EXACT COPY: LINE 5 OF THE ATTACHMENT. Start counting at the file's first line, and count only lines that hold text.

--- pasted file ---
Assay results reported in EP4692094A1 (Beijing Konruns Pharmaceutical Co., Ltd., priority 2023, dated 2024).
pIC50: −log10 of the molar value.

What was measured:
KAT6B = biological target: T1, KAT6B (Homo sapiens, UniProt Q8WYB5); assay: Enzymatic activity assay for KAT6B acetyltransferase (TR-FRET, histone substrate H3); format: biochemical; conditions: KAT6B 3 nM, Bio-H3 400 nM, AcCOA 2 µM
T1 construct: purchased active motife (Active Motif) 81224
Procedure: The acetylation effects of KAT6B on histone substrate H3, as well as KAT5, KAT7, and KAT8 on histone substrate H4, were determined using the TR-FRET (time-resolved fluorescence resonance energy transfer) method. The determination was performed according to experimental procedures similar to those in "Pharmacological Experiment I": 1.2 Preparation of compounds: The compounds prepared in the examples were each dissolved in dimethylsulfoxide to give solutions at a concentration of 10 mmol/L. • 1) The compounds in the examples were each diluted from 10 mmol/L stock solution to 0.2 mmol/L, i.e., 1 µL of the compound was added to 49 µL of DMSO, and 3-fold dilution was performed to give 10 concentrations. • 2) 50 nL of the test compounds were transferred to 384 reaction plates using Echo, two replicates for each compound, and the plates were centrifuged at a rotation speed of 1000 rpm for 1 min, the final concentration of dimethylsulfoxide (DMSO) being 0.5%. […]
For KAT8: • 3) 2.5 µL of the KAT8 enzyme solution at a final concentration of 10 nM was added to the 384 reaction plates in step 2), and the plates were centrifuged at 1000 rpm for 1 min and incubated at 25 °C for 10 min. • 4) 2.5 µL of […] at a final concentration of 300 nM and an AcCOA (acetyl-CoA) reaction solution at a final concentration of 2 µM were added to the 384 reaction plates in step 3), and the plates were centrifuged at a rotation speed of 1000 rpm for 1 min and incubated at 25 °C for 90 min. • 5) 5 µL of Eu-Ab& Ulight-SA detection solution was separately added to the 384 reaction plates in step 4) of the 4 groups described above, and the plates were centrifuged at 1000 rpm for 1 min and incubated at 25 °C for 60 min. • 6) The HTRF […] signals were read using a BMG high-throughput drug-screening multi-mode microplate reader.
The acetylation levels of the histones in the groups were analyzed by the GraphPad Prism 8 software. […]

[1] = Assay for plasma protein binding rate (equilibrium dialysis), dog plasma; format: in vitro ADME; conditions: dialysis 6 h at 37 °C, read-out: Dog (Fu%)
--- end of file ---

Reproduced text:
T1 construct: purchased active motife (Active Motif) 81224